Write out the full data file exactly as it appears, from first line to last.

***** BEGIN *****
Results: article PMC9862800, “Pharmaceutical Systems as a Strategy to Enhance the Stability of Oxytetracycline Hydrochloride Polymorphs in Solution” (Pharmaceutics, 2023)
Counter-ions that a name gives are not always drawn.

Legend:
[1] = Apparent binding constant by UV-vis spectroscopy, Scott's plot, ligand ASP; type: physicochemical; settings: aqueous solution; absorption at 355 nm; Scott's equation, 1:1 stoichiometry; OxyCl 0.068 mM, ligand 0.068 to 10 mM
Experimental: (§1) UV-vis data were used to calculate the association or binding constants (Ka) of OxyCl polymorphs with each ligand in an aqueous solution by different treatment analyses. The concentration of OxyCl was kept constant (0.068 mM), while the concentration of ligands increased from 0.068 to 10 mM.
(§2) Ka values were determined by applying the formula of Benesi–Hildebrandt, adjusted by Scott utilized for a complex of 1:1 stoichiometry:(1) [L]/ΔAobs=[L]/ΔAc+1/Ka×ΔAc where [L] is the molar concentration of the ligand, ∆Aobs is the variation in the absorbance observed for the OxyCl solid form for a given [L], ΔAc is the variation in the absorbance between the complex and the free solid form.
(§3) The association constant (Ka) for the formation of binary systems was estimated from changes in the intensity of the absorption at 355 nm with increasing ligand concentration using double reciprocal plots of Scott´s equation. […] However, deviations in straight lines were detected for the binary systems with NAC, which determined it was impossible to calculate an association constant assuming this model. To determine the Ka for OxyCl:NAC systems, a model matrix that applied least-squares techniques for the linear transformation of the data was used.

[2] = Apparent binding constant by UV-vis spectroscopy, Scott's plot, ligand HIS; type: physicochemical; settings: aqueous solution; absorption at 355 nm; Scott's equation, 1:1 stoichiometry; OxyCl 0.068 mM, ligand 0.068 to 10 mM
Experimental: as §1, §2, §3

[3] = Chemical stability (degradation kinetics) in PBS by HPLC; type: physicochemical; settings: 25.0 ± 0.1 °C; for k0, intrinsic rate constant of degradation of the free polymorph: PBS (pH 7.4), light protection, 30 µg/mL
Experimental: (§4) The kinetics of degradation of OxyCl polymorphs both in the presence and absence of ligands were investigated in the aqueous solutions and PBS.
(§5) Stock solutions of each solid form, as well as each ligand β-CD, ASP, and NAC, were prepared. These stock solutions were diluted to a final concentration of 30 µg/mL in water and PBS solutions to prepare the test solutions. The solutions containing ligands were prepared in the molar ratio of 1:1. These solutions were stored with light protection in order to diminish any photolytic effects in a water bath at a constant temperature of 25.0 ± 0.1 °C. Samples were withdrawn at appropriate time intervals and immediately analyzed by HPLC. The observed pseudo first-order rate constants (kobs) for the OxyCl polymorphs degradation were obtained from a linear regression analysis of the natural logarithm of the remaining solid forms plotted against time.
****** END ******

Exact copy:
Results: article PMC9862800, “Pharmaceutical Systems as a Strategy to Enhance the Stability of Oxytetracycline Hydrochloride Polymorphs in Solution” (Pharmaceutics, 2023)
Counter-ions that a name gives are not always drawn.

Legend:
[1] = Apparent binding constant by UV-vis spectroscopy, Scott's plot, ligand ASP; type: physicochemical; settings: aqueous solution; absorption at 355 nm; Scott's equation, 1:1 stoichiometry; OxyCl 0.068 mM, ligand 0.068 to 10 mM
Experimental: (§1) UV-vis data were used to calculate the association or binding constants (Ka) of OxyCl polymorphs with each ligand in an aqueous solution by different treatment analyses. The concentration of OxyCl was kept constant (0.068 mM), while the concentration of ligands increased from 0.068 to 10 mM.
(§2) Ka values were determined by applying the formula of Benesi–Hildebrandt, adjusted by Scott utilized for a complex of 1:1 stoichiometry:(1) [L]/ΔAobs=[L]/ΔAc+1/Ka×ΔAc where [L] is the molar concentration of the ligand, ∆Aobs is the variation in the absorbance observed for the OxyCl solid form for a given [L], ΔAc is the variation in the absorbance between the complex and the free solid form.
(§3) The association constant (Ka) for the formation of binary systems was estimated from changes in the intensity of the absorption at 355 nm with increasing ligand concentration using double reciprocal plots of Scott´s equation. […] However, deviations in straight lines were detected for the binary systems with NAC, which determined it was impossible to calculate an association constant assuming this model. To determine the Ka for OxyCl:NAC systems, a model matrix that applied least-squares techniques for the linear transformation of the data was used.

[2] = Apparent binding constant by UV-vis spectroscopy, Scott's plot, ligand HIS; type: physicochemical; settings: aqueous solution; absorption at 355 nm; Scott's equation, 1:1 stoichiometry; OxyCl 0.068 mM, ligand 0.068 to 10 mM
Experimental: as §1, §2, §3

[3] = Chemical stability (degradation kinetics) in PBS by HPLC; type: physicochemical; settings: 25.0 ± 0.1 °C; for k0, intrinsic rate constant of degradation of the free polymorph: PBS (pH 7.4), light protection, 30 µg/mL
Experimental: (§4) The kinetics of degradation of OxyCl polymorphs both in the presence and absence of ligands were investigated in the aqueous solutions and PBS.
(§5) Stock solutions of each solid form, as well as each ligand β-CD, ASP, and NAC, were prepared. These stock solutions were diluted to a final concentration of 30 µg/mL in water and PBS solutions to prepare the test solutions. The solutions containing ligands were prepared in the molar ratio of 1:1. These solutions were stored with light protection in order to diminish any photolytic effects in a water bath at a constant temperature of 25.0 ± 0.1 °C. Samples were withdrawn at appropriate time intervals and immediately analyzed by HPLC. The observed pseudo first-order rate constants (kobs) for the OxyCl polymorphs degradation were obtained from a linear regression analysis of the natural logarithm of the remaining solid forms plotted against time.